While the current legislation permits a CCA agreement to be signed electronically, case law in this area limits the application of this due to much uncertainty over what constitutes a valid signature. Guidance could be issued in this area to provide clarity and to help facilitate innovation in the use of digital technology.
Q2: What should be the main criteria for prioritising provisions for review?
As noted above, we believe that all the retained provisions of the CCA will need to be considered as part of the review to enable an informed view to formed on which of them could be best incorporated as rules or guidance under FSMA, or revoked altogether.
To assist with determining a prioritisation order for the proposed revisions, it could be helpful to consider the complexity of the provision, the consequences of its application and whether its effect is to restrict or prohibit competition and innovation. In particular, consideration could be given as to whether there is any unfortunate application of the provision and/or any significant or disproportionate detriment suffered by either the borrower or lender. Those provisions that are considered to be unduly complex or burdensome to borrowers or lenders could be prioritised for revision sooner.
Q3: Are there particular provisions that you would include or exclude from reviewing, and why?
The response to Question 1 outlines those provisions which could be prioritised for revision as part of any review. We recognise that provisions introduced under the EU Consumer Credit Directive are unlikely to be open to review.
Q4: Do you agree that the review should not extend more broadly, other than where necessary?
We agree that the review should not extend more broadly other than where is necessary. However, to meet the objective stated in article 20 (SI 2014/366) and to ensure any new consumer credit regime is as robust and as future proofed as is possible, a full and proper review of all of the retained provisions, along with the several pieces of supplementary regulation is recommended.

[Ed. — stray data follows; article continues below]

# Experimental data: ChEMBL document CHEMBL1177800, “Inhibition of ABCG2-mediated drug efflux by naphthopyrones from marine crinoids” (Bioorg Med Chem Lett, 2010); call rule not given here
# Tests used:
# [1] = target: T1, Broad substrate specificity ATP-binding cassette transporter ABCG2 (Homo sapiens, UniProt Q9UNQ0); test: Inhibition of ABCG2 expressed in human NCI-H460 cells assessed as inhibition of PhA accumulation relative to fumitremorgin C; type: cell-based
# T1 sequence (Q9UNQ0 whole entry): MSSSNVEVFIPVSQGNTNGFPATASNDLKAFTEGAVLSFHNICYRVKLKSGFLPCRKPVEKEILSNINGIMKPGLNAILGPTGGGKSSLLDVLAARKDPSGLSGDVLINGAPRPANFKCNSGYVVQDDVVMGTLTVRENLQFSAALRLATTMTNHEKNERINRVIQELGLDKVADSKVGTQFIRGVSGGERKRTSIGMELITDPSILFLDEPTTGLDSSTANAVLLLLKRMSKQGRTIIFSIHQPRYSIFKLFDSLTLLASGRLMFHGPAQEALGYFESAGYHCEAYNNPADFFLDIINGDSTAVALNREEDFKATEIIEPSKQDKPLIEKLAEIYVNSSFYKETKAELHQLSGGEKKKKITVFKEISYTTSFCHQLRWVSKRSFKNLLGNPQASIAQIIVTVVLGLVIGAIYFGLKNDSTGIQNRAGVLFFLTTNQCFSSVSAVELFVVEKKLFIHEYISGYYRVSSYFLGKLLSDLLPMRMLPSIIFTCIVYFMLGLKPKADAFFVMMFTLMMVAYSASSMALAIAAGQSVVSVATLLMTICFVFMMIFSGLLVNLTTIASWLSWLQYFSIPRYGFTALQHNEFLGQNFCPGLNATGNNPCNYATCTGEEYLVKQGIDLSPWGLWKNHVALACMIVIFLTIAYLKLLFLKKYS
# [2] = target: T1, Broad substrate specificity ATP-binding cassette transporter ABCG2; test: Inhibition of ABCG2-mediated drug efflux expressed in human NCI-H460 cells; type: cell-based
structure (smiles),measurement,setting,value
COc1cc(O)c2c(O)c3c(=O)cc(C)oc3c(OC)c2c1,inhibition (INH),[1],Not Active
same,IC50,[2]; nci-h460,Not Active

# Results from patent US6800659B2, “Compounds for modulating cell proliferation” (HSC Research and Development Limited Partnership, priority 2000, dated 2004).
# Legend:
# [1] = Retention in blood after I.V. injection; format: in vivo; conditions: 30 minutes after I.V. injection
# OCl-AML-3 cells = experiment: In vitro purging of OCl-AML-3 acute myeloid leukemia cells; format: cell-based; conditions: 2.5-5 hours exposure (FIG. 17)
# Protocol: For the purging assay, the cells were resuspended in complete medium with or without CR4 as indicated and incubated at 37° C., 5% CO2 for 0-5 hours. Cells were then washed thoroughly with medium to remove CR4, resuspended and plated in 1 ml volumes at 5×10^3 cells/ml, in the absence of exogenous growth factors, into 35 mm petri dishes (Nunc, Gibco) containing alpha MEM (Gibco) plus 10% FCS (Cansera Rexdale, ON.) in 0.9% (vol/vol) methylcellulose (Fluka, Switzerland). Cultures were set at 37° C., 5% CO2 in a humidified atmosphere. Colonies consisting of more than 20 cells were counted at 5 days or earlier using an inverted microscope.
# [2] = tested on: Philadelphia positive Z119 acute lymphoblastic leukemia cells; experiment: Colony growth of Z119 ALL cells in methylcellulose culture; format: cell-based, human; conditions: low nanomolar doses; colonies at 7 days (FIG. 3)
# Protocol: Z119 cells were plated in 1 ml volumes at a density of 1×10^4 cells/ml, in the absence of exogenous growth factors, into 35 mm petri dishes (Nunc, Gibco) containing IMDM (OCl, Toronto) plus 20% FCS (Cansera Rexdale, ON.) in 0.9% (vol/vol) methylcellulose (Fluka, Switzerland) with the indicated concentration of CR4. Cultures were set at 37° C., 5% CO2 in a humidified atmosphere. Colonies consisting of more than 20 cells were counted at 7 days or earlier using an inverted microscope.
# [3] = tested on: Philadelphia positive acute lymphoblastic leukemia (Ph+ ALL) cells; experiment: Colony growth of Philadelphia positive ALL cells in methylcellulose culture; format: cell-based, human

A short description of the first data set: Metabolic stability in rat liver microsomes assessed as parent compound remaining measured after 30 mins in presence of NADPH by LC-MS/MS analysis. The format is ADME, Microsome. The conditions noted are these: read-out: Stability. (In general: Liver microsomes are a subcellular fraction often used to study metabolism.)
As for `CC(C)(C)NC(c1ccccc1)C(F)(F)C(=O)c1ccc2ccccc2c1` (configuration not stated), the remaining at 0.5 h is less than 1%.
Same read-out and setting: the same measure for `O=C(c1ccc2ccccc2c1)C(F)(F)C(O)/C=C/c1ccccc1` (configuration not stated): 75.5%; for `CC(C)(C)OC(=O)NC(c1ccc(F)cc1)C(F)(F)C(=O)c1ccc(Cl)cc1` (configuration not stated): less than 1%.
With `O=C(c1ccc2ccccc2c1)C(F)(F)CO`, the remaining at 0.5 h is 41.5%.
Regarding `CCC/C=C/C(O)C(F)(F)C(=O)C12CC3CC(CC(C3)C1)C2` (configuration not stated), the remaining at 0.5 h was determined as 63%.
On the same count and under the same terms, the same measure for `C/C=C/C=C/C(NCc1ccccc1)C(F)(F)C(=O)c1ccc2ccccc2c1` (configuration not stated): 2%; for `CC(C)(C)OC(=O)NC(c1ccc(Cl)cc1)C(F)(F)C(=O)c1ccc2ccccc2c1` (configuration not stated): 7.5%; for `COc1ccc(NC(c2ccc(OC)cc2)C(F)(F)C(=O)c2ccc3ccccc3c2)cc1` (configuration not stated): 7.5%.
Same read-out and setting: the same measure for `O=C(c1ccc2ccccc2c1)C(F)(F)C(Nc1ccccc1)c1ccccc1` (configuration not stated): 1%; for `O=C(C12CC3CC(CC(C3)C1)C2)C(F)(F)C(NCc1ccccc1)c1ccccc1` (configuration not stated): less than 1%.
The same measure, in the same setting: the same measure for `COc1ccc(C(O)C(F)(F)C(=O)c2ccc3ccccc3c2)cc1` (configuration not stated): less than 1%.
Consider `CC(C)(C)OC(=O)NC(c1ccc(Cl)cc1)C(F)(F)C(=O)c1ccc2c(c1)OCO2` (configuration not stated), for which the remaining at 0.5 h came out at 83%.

Q5: Do you have any further thoughts on the scope of the review?
DLA Piper welcomes the FCA's proactive engagement with key industry stakeholders and is pleased that the FCA is taking the time to scope the review fully. The FCA's review of the retained CCA provisions provides an ideal opportunity to reform the unduly complex legislative framework to the benefit of consumers, lenders and the industry as a whole.
One of the particular challenges for the FCA is to forward proof any changes which are made. The current rules were written at a time when paper agreements were the norm whereas many borrowers today are keen to use iPhones and similar devices to enter into and run their agreements. Moreover, the attitude to taking credit today in our consumer society is completely different to what it was when the CCA was written, and shaping consumer attitudes is at least as important as any legislative changes.
Q6: Do you have any views on timescales for the review?
With three of the original five years remaining for the review, time is tight to conduct a comprehensive review of the CCA and its supplementary legislation. While it is important that reforms occur sooner rather than later, it is also important to ensure that they are not rushed and that all stakeholders have had adequate opportunity to feed into the consultation process.
Should the FCA restrict its review to the retained provisions of the CCA, one option could be to implement the proposals using a phased approach, with those provisions marked as high priority being implemented first. This approach could assist with adhering to the prescribed timeframe and with obviating the most ineffective and burdensome CCA provisions.
Q7: Are there particular provisions that you believe should be considered for earlier review, and why?
As discussed above there are certain provisions of the CCA that would benefit from a more timely review than others due to their complexity and detrimental effect. The provisions prioritised for rapid reform are stated above.
Q8: Do you have any views on the proposed conduct of the review and engagement with stakeholders?
39. DLA Piper supports the FCA's establishment of an expert stakeholder consultative group to provide external input into the review. The review will undoubtedly be an extensive and complex piece of work for which the FCA may require additional resources. DLA Piper would be pleased to assist the FCA in this regard.